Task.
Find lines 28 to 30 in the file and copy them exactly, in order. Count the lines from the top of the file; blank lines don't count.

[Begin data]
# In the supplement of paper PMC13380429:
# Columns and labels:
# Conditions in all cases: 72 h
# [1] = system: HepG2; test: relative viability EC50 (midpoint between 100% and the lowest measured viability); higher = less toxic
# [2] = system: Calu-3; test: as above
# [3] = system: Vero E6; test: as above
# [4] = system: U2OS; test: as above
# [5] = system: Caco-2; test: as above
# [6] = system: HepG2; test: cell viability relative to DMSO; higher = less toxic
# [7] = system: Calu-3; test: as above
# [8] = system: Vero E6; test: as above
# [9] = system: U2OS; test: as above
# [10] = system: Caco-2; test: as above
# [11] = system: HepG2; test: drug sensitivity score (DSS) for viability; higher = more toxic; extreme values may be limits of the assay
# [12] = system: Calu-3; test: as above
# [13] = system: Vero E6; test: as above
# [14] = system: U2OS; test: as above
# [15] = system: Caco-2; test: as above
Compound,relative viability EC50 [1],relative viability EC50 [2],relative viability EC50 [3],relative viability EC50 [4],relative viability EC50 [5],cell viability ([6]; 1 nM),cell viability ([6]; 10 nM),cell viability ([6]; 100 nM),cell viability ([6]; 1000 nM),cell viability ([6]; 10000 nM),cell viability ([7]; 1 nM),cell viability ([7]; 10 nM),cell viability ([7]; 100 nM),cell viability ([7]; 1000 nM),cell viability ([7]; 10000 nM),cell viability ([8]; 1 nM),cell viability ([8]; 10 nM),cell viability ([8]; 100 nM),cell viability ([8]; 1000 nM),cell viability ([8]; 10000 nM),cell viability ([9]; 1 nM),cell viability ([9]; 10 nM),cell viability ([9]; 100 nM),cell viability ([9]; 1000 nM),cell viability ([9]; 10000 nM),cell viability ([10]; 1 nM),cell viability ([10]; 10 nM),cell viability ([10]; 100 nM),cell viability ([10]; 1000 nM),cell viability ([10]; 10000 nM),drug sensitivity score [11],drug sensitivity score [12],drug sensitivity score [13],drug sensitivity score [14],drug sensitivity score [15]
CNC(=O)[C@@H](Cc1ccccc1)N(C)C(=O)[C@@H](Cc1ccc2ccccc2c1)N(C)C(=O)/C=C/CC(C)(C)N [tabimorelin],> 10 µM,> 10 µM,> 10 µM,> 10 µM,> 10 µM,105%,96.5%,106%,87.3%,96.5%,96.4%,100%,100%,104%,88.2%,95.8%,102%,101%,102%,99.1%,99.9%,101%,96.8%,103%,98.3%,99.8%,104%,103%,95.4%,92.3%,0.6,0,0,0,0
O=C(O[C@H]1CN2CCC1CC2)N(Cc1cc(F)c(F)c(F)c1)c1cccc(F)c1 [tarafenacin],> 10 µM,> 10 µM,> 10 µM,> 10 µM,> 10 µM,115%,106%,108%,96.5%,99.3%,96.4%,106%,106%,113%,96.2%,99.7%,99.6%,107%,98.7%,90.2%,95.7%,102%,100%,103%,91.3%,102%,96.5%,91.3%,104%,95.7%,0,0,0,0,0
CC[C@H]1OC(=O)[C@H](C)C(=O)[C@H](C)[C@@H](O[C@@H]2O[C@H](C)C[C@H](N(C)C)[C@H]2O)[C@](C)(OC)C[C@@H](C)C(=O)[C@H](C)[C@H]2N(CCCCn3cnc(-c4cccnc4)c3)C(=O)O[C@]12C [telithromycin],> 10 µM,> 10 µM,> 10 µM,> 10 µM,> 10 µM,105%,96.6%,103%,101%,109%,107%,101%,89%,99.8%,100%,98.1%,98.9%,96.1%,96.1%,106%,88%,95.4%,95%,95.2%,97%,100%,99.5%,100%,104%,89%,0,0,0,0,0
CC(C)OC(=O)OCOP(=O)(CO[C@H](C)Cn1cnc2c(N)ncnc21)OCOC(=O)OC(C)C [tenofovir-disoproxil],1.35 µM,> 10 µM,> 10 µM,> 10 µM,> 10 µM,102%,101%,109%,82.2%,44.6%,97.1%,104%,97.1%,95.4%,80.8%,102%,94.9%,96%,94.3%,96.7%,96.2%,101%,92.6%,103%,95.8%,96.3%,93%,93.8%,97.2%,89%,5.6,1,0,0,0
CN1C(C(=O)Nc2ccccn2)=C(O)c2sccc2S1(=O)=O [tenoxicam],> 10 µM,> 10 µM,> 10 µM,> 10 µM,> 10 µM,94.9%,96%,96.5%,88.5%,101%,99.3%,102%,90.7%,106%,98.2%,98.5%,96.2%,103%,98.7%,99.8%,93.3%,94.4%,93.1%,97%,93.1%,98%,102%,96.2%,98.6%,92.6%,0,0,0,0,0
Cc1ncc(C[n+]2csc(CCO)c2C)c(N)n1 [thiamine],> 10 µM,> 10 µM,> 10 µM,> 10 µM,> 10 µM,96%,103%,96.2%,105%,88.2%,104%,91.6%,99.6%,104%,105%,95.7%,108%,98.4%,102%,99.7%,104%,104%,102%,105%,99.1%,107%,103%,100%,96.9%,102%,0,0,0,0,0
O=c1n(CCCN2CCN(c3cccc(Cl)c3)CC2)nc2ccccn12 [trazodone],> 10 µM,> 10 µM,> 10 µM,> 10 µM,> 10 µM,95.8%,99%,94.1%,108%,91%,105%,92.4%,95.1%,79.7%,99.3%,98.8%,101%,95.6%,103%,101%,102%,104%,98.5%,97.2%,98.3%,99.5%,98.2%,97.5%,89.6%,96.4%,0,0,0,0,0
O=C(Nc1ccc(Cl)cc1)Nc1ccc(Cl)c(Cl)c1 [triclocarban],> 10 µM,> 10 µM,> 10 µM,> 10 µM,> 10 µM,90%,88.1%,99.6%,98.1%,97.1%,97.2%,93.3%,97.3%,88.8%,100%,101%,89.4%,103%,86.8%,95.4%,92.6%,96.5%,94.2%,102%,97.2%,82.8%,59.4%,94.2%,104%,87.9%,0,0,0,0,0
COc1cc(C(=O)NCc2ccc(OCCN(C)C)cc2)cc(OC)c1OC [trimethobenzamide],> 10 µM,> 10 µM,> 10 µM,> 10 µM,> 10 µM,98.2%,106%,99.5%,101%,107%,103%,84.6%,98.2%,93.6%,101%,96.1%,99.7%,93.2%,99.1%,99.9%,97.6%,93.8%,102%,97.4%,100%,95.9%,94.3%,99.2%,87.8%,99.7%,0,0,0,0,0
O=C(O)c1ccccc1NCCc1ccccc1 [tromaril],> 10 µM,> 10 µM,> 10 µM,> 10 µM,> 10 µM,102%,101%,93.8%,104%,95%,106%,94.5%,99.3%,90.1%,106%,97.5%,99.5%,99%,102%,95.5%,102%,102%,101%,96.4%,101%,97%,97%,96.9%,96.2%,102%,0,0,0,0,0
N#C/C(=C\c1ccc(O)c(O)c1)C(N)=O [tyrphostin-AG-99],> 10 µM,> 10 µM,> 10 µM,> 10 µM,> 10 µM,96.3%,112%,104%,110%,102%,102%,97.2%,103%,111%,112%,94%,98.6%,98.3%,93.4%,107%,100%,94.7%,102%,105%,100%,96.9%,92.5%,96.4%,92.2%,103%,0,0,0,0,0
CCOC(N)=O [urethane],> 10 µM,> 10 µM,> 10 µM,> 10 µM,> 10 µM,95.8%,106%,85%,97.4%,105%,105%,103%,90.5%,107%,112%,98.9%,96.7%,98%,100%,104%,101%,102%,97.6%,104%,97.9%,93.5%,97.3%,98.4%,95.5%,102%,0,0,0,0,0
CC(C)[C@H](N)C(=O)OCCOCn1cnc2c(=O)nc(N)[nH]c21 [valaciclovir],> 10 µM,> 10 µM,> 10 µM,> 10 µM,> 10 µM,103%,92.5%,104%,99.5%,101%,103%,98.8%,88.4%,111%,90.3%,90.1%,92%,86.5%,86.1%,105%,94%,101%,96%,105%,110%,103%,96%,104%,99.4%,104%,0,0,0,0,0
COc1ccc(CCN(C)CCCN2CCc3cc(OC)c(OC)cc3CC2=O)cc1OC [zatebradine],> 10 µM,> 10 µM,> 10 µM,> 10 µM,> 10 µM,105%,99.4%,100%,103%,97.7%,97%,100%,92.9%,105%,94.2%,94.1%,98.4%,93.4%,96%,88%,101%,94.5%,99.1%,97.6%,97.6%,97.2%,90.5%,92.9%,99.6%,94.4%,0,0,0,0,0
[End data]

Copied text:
COc1cc(C(=O)NCc2ccc(OCCN(C)C)cc2)cc(OC)c1OC [trimethobenzamide],> 10 µM,> 10 µM,> 10 µM,> 10 µM,> 10 µM,98.2%,106%,99.5%,101%,107%,103%,84.6%,98.2%,93.6%,101%,96.1%,99.7%,93.2%,99.1%,99.9%,97.6%,93.8%,102%,97.4%,100%,95.9%,94.3%,99.2%,87.8%,99.7%,0,0,0,0,0
O=C(O)c1ccccc1NCCc1ccccc1 [tromaril],> 10 µM,> 10 µM,> 10 µM,> 10 µM,> 10 µM,102%,101%,93.8%,104%,95%,106%,94.5%,99.3%,90.1%,106%,97.5%,99.5%,99%,102%,95.5%,102%,102%,101%,96.4%,101%,97%,97%,96.9%,96.2%,102%,0,0,0,0,0
N#C/C(=C\c1ccc(O)c(O)c1)C(N)=O [tyrphostin-AG-99],> 10 µM,> 10 µM,> 10 µM,> 10 µM,> 10 µM,96.3%,112%,104%,110%,102%,102%,97.2%,103%,111%,112%,94%,98.6%,98.3%,93.4%,107%,100%,94.7%,102%,105%,100%,96.9%,92.5%,96.4%,92.2%,103%,0,0,0,0,0